Nobody will be seated during
the disgusting rotting fish scene
As is the case with Hitchcockian thrillers such as, say, Stanley Donen’s 1963 thriller Charade, Clouzot’s Diabolique is one of the (say it with me, people) Best Hitchcock Movies that Hitchcock Never Made! The crucial difference is that Charade and other playful Hitchcockian thrillers (as opposed to genuine Hitchcock films by Big Al himself) recall Hitchcock’s polished, soignée-yet-cheeky side a la North by Northwest, while Diabolique is more like a precursor of Hitchcock’s darker, more sinister thrillers such as Psycho; Shadow of a Doubt; The Wrong Man; Strangers on a Train; or Frenzy. I’ll admit it would have been fascinating to see how Hitchcock would have approached Diabolique. Darkly magnificent as Psycho is, Diabolique’s gloomy, misogynistic take on the story sinks into your gut and haunts your dreams, especially with the film’s taunting suggestions that perhaps there’s a touch of the supernatural in all this that nobody can escape. Even Diabolique’s opening credit sequence immediately makes us uneasy with that merciless close-up of the rainy, run-down DeLassalle Boarding School’s murky swimming pool, accompanied by children shrilly singing Georges Van Parys’ music off-key and off-screen. The film starts out at a leisurely pace, but as it goes along, the tension tightens like a noose, helped by skillful use of shadows and light. Without giving away its twists, I’ll only say that Diabolique gives new meaning to the phrase “cruel to be kind.”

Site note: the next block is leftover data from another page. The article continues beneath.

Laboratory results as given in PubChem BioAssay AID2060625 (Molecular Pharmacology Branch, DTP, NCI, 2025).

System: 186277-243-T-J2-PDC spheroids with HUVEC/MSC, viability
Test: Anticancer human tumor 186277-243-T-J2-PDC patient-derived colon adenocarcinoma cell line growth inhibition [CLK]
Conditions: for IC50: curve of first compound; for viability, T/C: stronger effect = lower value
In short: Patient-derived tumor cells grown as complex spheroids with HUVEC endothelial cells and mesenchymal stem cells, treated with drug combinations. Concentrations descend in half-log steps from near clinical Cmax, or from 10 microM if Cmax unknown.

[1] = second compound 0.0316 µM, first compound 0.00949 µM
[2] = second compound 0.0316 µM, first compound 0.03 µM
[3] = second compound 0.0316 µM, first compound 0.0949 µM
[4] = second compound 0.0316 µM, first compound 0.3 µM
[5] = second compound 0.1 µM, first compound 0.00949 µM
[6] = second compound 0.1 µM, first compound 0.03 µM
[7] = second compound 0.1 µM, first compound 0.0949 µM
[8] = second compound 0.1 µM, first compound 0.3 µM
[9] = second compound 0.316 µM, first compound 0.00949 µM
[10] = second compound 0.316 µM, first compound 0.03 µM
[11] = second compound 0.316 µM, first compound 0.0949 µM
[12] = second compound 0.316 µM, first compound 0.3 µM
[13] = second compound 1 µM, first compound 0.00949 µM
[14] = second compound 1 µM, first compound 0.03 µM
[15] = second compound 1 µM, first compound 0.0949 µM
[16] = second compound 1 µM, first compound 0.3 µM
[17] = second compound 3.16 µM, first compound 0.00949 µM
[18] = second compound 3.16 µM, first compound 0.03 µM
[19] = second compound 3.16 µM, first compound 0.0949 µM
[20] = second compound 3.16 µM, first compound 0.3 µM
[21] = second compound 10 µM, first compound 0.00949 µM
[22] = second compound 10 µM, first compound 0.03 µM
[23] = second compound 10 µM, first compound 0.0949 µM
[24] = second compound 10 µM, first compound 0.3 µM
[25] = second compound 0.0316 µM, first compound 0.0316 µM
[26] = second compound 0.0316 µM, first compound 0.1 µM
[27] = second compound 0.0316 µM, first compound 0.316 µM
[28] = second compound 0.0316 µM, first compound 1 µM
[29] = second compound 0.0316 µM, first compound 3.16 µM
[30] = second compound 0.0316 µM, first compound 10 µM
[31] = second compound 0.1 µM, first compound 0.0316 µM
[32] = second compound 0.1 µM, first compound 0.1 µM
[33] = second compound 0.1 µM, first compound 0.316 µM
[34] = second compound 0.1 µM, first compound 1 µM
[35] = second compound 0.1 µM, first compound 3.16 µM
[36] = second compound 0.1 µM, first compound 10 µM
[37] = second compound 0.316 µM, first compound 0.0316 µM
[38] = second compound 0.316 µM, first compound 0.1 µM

“First I add a generous portion of gasoline. Then some nitroglycerine… a goodly amount of gunpowder…some Uranium 238…shake well, strike an ordinary match, make Michel drink it, and voila!”
"Do you have Prince Albert in the can?"
Has Michel come back to life just for
the school picture? Now that’s school spirit!
"Here's looking at you, kids!"
Vera Clouzot and Simone Signoret are electrifying as partners in suffering and murder. As the women plot to kill the bastard, Ms. Clouzot’s delicate loveliness and her anxious air plays beautifully off Signoret’s sexy, smoldering intensity and streetwise demeanor. As Christina and Nicole try to act like nothing is wrong after Michel takes his final dip in the DeLassalle School’s pool, weird things keep happening that make them wonder if Michel is somehow still alive after all their efforts. Michel’s suits unexpectedly turn up from the local cleaners, and in the school picture, there’s a shadowy figure who looks unnervingly like Michel!  Is the creep still alive and messing with the women’s heads, or is it karma, or could there really be something supernatural going on? (*GULP!*)  

On top of that, Inspector Fichet (Charles Vanel of Clouzot’s The Wages of Fear and Hitchcock’s To Catch a Thief, as well as several Tintin movies!) has been trying to help Christina in his kindly Columbo-esque way, but is this likable shaggy dog of a man actually a bulldog hot on the scent of the women’s guilt? That’s not to say there aren’t touches of comedy, albeit of the pitch-black variety. I especially got a kick out of of the scenes earlier in the film, when Nicole and Christina come to town for the next phase of their murder plot. As Christina and Nicole lure Michel to come to town for a permanent dip in the bathtub, their upstairs neighbors, Monsieur and Madame Herboux (Noel Roquevert and Therese Dorny) are unable to hear whether or not they won a prize on the radio show, because the tub the women use to weigh Michel down gets noisy when they have to drain the tub!  Diabolique is even darker than Hitchcock at his darkest! Which is scarier, the water sports in Diabolique or in Psycho? Watch them and decide for yourselves! :-)

I won't spoil the big shocker ending for you; I'll just repeat the request from the filmmakers:

"Don't be devils! Don't ruin the interest your friends could take in this film. Don't tell them what you saw. Thank you for them."
Trust me, your patience will be rewarded!